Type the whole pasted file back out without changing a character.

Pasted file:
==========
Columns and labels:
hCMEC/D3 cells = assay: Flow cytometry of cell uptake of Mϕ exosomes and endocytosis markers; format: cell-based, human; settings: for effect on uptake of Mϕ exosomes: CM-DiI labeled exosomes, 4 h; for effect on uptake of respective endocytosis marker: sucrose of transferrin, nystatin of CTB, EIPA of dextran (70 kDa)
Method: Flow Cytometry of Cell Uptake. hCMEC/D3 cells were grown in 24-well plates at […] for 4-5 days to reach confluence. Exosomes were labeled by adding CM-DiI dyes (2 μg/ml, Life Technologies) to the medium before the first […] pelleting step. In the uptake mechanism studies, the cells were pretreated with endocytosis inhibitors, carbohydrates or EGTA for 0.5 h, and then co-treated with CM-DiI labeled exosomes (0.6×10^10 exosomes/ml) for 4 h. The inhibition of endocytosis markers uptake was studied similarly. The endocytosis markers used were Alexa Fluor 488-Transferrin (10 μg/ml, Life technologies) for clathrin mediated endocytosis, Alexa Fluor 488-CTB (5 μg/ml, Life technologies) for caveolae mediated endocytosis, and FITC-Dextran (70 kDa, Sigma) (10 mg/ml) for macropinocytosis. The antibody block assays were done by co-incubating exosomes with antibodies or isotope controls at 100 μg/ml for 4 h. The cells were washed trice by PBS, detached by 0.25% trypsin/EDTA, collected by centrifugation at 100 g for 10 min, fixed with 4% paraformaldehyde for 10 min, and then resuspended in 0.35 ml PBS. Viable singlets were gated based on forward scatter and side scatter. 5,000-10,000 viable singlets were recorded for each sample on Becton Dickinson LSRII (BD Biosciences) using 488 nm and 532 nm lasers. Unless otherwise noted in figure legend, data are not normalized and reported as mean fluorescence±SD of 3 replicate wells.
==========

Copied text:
Columns and labels:
hCMEC/D3 cells = assay: Flow cytometry of cell uptake of Mϕ exosomes and endocytosis markers; format: cell-based, human; settings: for effect on uptake of Mϕ exosomes: CM-DiI labeled exosomes, 4 h; for effect on uptake of respective endocytosis marker: sucrose of transferrin, nystatin of CTB, EIPA of dextran (70 kDa)
Method: Flow Cytometry of Cell Uptake. hCMEC/D3 cells were grown in 24-well plates at […] for 4-5 days to reach confluence. Exosomes were labeled by adding CM-DiI dyes (2 μg/ml, Life Technologies) to the medium before the first […] pelleting step. In the uptake mechanism studies, the cells were pretreated with endocytosis inhibitors, carbohydrates or EGTA for 0.5 h, and then co-treated with CM-DiI labeled exosomes (0.6×10^10 exosomes/ml) for 4 h. The inhibition of endocytosis markers uptake was studied similarly. The endocytosis markers used were Alexa Fluor 488-Transferrin (10 μg/ml, Life technologies) for clathrin mediated endocytosis, Alexa Fluor 488-CTB (5 μg/ml, Life technologies) for caveolae mediated endocytosis, and FITC-Dextran (70 kDa, Sigma) (10 mg/ml) for macropinocytosis. The antibody block assays were done by co-incubating exosomes with antibodies or isotope controls at 100 μg/ml for 4 h. The cells were washed trice by PBS, detached by 0.25% trypsin/EDTA, collected by centrifugation at 100 g for 10 min, fixed with 4% paraformaldehyde for 10 min, and then resuspended in 0.35 ml PBS. Viable singlets were gated based on forward scatter and side scatter. 5,000-10,000 viable singlets were recorded for each sample on Becton Dickinson LSRII (BD Biosciences) using 488 nm and 532 nm lasers. Unless otherwise noted in figure legend, data are not normalized and reported as mean fluorescence±SD of 3 replicate wells.